Well, guess what? It is allowed in dog food and is used to hold the chunks of dry kibble together. I was horrified to find it in the Iams dry biscuits I was feeding Gizmo at the time, and then I saw it listed as an ingredient in my cats' dry Science Diet! So it is, or at least was, present in some of the premium brands as well as the grocery store brands. As a result of the controversy, Iams has now developed a natural line, Purina One has less preservatives, and more "all natural" brands are available. So then we have to worry about the d__n "by products." It's my understanding that by products are things simply not fit for human consumption that get rolled into pet food.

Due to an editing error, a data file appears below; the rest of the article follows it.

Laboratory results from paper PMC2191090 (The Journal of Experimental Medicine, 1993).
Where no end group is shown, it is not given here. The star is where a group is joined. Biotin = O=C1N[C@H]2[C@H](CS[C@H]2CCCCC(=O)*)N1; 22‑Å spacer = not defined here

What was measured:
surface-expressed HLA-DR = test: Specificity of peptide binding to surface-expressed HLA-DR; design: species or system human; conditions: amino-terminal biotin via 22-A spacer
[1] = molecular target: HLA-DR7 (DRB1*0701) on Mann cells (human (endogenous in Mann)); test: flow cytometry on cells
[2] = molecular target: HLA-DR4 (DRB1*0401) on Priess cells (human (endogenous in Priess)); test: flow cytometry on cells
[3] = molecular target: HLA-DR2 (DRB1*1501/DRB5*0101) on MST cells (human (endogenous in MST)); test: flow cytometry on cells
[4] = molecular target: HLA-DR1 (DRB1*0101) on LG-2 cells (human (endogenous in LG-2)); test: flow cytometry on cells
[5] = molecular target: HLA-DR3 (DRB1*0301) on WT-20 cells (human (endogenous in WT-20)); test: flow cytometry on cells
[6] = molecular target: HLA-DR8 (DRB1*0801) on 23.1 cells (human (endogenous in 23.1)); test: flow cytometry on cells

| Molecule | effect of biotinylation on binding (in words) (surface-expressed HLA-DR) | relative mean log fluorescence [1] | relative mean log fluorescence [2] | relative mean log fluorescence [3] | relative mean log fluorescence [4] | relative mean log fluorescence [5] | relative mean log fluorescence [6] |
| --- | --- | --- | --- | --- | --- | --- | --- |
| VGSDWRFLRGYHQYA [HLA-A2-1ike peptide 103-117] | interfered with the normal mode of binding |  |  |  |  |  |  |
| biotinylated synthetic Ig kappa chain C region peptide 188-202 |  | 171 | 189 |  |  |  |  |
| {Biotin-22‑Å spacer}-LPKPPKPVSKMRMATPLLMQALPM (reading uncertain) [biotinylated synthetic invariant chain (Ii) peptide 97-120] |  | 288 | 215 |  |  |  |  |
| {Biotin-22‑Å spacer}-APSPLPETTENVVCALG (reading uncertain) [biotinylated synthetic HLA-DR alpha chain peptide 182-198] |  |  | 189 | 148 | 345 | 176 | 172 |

The Natural Healing book also pointed out that cats and dogs didn't have a lot of cancer before commercial pet food made its debut in the late 1950's. Before that they ate table scraps (and I guess all the food was a lot healthier, at least in terms of carcinogens). The pet food companies marketed to us by telling us that human food was bad for animals and thereby steered us to what we refer to as "cancer in a can" at my house. Now I'm not advocating feeding them cake and french fries and potted meat (and certainly not potato chip cookies (he he), but healthy, chemcial-free people food is not necessarily a bad thing. If anyone ventures into the idea further and should go off the deep end like me and start making their own babyfood, you have to be very careful with the nutritional balance - protein, carbs, fats, vitamins, etc. etc. There are some good recipes and nutrition guidelines in the Dr. Pitcairn book.